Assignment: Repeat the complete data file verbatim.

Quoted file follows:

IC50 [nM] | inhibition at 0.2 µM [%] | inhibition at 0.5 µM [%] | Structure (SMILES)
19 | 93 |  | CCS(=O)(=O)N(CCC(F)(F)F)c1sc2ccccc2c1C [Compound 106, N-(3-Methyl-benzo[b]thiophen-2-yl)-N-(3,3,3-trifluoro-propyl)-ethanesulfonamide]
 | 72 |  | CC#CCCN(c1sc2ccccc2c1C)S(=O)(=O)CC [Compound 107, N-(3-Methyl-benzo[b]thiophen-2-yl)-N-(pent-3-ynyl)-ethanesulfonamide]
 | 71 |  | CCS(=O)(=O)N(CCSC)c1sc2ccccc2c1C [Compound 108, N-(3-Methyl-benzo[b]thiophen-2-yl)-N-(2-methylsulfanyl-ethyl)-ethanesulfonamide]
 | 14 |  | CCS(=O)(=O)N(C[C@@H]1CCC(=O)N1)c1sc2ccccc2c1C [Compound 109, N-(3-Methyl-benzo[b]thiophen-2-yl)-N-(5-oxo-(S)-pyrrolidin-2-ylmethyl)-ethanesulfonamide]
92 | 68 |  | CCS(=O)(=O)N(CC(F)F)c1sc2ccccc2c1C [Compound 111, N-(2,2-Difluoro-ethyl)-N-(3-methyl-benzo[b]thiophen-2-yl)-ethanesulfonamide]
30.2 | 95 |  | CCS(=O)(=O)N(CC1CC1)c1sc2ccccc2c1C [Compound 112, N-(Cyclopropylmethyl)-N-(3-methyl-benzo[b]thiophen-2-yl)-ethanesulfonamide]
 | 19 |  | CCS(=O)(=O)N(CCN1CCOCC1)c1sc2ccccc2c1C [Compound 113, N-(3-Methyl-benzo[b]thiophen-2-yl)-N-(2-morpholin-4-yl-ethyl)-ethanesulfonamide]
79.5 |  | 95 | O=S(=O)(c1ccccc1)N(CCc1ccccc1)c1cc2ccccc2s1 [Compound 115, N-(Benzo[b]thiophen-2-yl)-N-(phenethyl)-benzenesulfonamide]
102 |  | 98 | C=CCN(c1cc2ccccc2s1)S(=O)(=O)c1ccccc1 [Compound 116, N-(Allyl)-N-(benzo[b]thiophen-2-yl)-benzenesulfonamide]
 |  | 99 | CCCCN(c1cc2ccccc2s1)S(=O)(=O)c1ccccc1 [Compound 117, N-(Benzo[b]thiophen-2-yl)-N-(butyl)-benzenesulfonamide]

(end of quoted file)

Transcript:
IC50 [nM] | inhibition at 0.2 µM [%] | inhibition at 0.5 µM [%] | Structure (SMILES)
19 | 93 |  | CCS(=O)(=O)N(CCC(F)(F)F)c1sc2ccccc2c1C [Compound 106, N-(3-Methyl-benzo[b]thiophen-2-yl)-N-(3,3,3-trifluoro-propyl)-ethanesulfonamide]
 | 72 |  | CC#CCCN(c1sc2ccccc2c1C)S(=O)(=O)CC [Compound 107, N-(3-Methyl-benzo[b]thiophen-2-yl)-N-(pent-3-ynyl)-ethanesulfonamide]
 | 71 |  | CCS(=O)(=O)N(CCSC)c1sc2ccccc2c1C [Compound 108, N-(3-Methyl-benzo[b]thiophen-2-yl)-N-(2-methylsulfanyl-ethyl)-ethanesulfonamide]
 | 14 |  | CCS(=O)(=O)N(C[C@@H]1CCC(=O)N1)c1sc2ccccc2c1C [Compound 109, N-(3-Methyl-benzo[b]thiophen-2-yl)-N-(5-oxo-(S)-pyrrolidin-2-ylmethyl)-ethanesulfonamide]
92 | 68 |  | CCS(=O)(=O)N(CC(F)F)c1sc2ccccc2c1C [Compound 111, N-(2,2-Difluoro-ethyl)-N-(3-methyl-benzo[b]thiophen-2-yl)-ethanesulfonamide]
30.2 | 95 |  | CCS(=O)(=O)N(CC1CC1)c1sc2ccccc2c1C [Compound 112, N-(Cyclopropylmethyl)-N-(3-methyl-benzo[b]thiophen-2-yl)-ethanesulfonamide]
 | 19 |  | CCS(=O)(=O)N(CCN1CCOCC1)c1sc2ccccc2c1C [Compound 113, N-(3-Methyl-benzo[b]thiophen-2-yl)-N-(2-morpholin-4-yl-ethyl)-ethanesulfonamide]
79.5 |  | 95 | O=S(=O)(c1ccccc1)N(CCc1ccccc1)c1cc2ccccc2s1 [Compound 115, N-(Benzo[b]thiophen-2-yl)-N-(phenethyl)-benzenesulfonamide]
102 |  | 98 | C=CCN(c1cc2ccccc2s1)S(=O)(=O)c1ccccc1 [Compound 116, N-(Allyl)-N-(benzo[b]thiophen-2-yl)-benzenesulfonamide]
 |  | 99 | CCCCN(c1cc2ccccc2s1)S(=O)(=O)c1ccccc1 [Compound 117, N-(Benzo[b]thiophen-2-yl)-N-(butyl)-benzenesulfonamide]